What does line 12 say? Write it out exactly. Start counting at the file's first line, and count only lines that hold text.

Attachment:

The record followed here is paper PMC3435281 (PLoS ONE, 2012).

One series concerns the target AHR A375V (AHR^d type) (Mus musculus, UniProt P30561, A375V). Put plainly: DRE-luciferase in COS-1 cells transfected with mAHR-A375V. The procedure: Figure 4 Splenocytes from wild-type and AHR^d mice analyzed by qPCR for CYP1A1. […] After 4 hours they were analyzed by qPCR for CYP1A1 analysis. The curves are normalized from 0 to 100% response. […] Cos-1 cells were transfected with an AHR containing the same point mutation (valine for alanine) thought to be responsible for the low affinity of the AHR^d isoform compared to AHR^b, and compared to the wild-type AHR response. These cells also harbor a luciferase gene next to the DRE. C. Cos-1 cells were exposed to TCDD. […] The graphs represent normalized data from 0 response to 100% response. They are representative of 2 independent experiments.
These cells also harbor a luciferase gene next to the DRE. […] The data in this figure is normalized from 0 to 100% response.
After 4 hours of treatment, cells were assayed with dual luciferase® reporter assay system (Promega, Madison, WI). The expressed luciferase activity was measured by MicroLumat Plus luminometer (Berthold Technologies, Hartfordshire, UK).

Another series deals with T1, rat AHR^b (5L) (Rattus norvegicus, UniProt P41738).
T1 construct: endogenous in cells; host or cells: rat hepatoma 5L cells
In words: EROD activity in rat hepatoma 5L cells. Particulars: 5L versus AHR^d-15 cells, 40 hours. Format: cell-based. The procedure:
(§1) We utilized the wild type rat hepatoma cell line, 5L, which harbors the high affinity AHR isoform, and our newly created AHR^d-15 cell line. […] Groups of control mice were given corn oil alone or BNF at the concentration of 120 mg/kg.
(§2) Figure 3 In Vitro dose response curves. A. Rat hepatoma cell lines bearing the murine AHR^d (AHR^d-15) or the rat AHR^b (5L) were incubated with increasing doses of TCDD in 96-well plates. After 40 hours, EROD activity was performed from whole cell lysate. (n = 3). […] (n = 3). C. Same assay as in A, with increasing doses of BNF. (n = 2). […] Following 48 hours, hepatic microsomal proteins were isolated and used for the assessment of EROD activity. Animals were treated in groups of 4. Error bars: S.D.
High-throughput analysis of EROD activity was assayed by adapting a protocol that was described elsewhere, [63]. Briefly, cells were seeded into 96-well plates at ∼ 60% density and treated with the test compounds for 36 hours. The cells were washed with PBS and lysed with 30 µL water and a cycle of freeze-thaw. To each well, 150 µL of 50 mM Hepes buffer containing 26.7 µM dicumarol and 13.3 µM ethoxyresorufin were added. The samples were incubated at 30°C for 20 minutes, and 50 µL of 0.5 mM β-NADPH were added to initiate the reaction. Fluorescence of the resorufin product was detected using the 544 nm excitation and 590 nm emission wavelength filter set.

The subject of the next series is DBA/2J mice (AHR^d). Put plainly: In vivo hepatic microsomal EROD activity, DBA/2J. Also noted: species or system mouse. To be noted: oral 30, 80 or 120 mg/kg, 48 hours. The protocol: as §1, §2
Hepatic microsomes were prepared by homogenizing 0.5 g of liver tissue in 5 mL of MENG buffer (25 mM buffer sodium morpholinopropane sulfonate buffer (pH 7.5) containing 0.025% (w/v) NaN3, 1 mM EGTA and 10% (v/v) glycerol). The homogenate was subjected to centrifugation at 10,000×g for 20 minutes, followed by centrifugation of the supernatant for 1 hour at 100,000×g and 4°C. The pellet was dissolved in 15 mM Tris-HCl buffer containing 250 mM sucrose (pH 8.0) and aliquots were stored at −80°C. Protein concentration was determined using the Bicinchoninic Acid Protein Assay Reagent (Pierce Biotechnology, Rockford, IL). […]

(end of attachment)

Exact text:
Hepatic microsomes were prepared by homogenizing 0.5 g of liver tissue in 5 mL of MENG buffer (25 mM buffer sodium morpholinopropane sulfonate buffer (pH 7.5) containing 0.025% (w/v) NaN3, 1 mM EGTA and 10% (v/v) glycerol). The homogenate was subjected to centrifugation at 10,000×g for 20 minutes, followed by centrifugation of the supernatant for 1 hour at 100,000×g and 4°C. The pellet was dissolved in 15 mM Tris-HCl buffer containing 250 mM sucrose (pH 8.0) and aliquots were stored at −80°C. Protein concentration was determined using the Bicinchoninic Acid Protein Assay Reagent (Pierce Biotechnology, Rockford, IL). […]